« New Podcast: Mark Herring of Sun Microsystems on the Evolution to Simple SOA | Main | SOA Practitioner Podcasts: Measuring Value, Successful EA Program Ties, Lessons Learned »

07/16/2009

Comments

Feed You can follow this conversation by subscribing to the comment feed for this post.

Aleks Buterman

Brenda -

This is exactly the kind of issue that we've been solving lately. Once SOA-based implementation goes live, the management paradigm - including such thorny points as annual planning and budgeting - must change to account for what CAN be assembled out of all the bricks and patterns that have been delivered. That leads to continuous reprioritization of planned/in-flight bricks and patterns to constantly adjust to external pressures. This challenge applies to other technology approaches, provided they are model based (MDM, BPM, EDA, BI, and UX, just to add a few more acronyms to the post).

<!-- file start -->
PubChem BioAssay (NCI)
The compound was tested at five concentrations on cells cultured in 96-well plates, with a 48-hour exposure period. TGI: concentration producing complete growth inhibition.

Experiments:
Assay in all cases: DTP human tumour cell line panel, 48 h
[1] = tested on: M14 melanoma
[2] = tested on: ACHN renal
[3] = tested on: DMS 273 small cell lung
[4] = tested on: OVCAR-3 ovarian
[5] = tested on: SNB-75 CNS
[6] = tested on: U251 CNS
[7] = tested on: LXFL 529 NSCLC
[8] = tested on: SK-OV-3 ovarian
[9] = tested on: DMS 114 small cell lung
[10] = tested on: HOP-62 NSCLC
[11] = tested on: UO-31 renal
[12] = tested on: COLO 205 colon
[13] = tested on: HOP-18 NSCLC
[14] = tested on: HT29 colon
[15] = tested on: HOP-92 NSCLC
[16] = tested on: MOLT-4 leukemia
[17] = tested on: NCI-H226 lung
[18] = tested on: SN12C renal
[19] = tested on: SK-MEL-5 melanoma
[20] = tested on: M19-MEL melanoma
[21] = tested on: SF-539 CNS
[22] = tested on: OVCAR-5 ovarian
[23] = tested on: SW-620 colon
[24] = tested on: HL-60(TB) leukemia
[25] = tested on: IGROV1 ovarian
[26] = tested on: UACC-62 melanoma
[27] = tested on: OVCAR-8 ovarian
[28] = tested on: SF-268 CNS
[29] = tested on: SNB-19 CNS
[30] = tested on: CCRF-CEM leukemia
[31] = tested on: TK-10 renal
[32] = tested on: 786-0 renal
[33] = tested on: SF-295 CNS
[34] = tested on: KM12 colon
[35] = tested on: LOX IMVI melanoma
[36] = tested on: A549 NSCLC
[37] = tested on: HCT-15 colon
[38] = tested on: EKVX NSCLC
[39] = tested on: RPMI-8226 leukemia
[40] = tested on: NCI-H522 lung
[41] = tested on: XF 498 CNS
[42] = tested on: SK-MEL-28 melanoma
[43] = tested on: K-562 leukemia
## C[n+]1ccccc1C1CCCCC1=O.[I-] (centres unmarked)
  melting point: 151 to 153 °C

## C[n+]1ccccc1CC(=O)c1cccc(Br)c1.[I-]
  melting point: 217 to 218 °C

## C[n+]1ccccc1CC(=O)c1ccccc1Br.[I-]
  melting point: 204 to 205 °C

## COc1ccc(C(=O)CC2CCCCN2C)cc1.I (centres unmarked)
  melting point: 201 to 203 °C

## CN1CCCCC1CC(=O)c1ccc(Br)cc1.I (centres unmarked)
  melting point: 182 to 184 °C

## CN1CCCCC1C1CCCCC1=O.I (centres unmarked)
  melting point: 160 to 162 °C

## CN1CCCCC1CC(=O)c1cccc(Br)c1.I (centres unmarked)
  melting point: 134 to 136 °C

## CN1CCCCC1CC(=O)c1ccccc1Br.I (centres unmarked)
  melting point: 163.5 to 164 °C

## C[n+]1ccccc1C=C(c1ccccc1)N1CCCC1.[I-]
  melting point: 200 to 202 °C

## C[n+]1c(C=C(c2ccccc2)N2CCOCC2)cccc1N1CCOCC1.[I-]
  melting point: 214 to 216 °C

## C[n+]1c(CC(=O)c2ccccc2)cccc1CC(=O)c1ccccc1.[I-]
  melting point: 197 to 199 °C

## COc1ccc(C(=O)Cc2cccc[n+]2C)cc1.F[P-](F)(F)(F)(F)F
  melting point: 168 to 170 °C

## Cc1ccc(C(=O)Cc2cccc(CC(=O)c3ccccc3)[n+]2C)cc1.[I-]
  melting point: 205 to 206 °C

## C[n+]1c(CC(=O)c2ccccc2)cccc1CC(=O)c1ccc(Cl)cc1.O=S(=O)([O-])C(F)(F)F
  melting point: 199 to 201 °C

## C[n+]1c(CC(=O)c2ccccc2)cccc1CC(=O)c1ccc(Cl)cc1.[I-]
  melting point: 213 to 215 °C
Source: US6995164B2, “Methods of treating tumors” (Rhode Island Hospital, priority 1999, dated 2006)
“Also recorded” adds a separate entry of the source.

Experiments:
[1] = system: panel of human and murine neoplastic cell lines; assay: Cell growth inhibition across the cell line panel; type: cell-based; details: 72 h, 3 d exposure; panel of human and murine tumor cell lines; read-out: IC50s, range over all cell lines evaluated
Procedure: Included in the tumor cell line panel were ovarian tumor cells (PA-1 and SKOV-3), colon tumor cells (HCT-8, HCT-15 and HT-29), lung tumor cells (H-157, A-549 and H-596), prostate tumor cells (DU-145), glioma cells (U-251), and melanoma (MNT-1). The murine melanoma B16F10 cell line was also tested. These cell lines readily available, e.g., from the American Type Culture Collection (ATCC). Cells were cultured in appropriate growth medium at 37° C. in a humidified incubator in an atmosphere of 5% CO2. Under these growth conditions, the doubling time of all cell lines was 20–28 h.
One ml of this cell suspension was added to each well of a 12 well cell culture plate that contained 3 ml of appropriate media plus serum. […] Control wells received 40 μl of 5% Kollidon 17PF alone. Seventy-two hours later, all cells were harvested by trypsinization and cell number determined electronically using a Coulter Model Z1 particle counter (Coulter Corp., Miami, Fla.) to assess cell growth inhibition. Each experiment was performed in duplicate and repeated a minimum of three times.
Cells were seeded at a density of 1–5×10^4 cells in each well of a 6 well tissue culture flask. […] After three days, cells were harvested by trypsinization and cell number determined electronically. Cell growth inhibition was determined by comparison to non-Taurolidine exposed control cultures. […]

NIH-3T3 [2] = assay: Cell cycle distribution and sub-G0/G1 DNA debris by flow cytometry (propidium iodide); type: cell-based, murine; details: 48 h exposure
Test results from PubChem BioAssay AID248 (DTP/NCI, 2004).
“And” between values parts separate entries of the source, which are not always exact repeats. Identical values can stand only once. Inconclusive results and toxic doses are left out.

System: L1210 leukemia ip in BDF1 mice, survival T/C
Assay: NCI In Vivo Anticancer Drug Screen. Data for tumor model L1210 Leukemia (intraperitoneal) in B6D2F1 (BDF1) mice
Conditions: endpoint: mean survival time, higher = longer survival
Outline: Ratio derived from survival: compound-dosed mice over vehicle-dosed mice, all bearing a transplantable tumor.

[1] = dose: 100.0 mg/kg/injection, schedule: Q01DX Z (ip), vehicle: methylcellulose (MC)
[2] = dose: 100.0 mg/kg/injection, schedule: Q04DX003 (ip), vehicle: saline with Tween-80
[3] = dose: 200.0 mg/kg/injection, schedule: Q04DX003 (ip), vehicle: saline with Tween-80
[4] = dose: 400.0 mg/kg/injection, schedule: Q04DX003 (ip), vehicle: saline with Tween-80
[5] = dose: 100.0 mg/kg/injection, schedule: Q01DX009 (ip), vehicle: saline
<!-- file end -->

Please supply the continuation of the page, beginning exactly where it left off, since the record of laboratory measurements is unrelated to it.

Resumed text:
So the fundamental idea of a management unit must change from service or process or system to a capability. If IT is a business unit, then just as any other business unit, the full value is not captured in services that IT provides, but rather in capabilities that this unit enables in profit centers - no different from other enabling units like Finance and Human Resources, to name a couple.

This approach resolves the question of cloud-sourced services - whether "true" cloud (external) or internal cloud. The trick is to sufficiently describe all of these services in a way that allows for easy assembly of services into capabilities, and capabilities into capability portfolios. Call it a semantic service bus for organizational interactions. A lot of very interesting work in this area has been done in DoD utilizing RDF/OWL to create these descriptions. While that resolves the management aspect, the actual discovery and translation of processes, services, and organizational structures is still an art.

Regards,

Aleks

The comments to this entry are closed.